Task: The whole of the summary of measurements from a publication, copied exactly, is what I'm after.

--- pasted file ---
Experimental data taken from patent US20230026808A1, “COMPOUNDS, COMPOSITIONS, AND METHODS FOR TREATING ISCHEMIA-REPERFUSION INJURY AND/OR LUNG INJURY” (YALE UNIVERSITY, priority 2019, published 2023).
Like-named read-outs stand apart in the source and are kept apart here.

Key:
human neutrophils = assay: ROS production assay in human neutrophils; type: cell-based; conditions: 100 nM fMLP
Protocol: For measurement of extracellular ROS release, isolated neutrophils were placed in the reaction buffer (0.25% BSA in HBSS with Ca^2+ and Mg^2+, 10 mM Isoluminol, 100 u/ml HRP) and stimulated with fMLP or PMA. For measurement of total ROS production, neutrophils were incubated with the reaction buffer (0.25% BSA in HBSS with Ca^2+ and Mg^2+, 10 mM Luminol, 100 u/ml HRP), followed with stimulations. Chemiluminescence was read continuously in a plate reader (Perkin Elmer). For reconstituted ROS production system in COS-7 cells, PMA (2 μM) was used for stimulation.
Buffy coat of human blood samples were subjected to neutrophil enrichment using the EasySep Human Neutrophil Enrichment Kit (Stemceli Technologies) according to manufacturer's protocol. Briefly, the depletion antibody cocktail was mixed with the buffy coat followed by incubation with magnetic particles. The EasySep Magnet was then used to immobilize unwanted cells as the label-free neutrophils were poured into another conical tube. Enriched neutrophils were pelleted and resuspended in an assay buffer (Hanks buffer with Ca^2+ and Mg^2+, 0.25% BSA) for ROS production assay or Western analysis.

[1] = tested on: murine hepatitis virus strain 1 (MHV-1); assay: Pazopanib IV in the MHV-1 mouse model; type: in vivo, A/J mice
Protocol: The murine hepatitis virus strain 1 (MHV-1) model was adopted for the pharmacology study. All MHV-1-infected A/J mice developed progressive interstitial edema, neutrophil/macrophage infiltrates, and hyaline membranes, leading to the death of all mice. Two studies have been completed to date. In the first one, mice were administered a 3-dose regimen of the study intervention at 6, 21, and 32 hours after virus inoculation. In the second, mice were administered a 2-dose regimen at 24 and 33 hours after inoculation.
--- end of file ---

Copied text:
Experimental data taken from patent US20230026808A1, “COMPOUNDS, COMPOSITIONS, AND METHODS FOR TREATING ISCHEMIA-REPERFUSION INJURY AND/OR LUNG INJURY” (YALE UNIVERSITY, priority 2019, published 2023).
Like-named read-outs stand apart in the source and are kept apart here.

Key:
human neutrophils = assay: ROS production assay in human neutrophils; type: cell-based; conditions: 100 nM fMLP
Protocol: For measurement of extracellular ROS release, isolated neutrophils were placed in the reaction buffer (0.25% BSA in HBSS with Ca^2+ and Mg^2+, 10 mM Isoluminol, 100 u/ml HRP) and stimulated with fMLP or PMA. For measurement of total ROS production, neutrophils were incubated with the reaction buffer (0.25% BSA in HBSS with Ca^2+ and Mg^2+, 10 mM Luminol, 100 u/ml HRP), followed with stimulations. Chemiluminescence was read continuously in a plate reader (Perkin Elmer). For reconstituted ROS production system in COS-7 cells, PMA (2 μM) was used for stimulation.
Buffy coat of human blood samples were subjected to neutrophil enrichment using the EasySep Human Neutrophil Enrichment Kit (Stemceli Technologies) according to manufacturer's protocol. Briefly, the depletion antibody cocktail was mixed with the buffy coat followed by incubation with magnetic particles. The EasySep Magnet was then used to immobilize unwanted cells as the label-free neutrophils were poured into another conical tube. Enriched neutrophils were pelleted and resuspended in an assay buffer (Hanks buffer with Ca^2+ and Mg^2+, 0.25% BSA) for ROS production assay or Western analysis.

[1] = tested on: murine hepatitis virus strain 1 (MHV-1); assay: Pazopanib IV in the MHV-1 mouse model; type: in vivo, A/J mice
Protocol: The murine hepatitis virus strain 1 (MHV-1) model was adopted for the pharmacology study. All MHV-1-infected A/J mice developed progressive interstitial edema, neutrophil/macrophage infiltrates, and hyaline membranes, leading to the death of all mice. Two studies have been completed to date. In the first one, mice were administered a 3-dose regimen of the study intervention at 6, 21, and 32 hours after virus inoculation. In the second, mice were administered a 2-dose regimen at 24 and 33 hours after inoculation.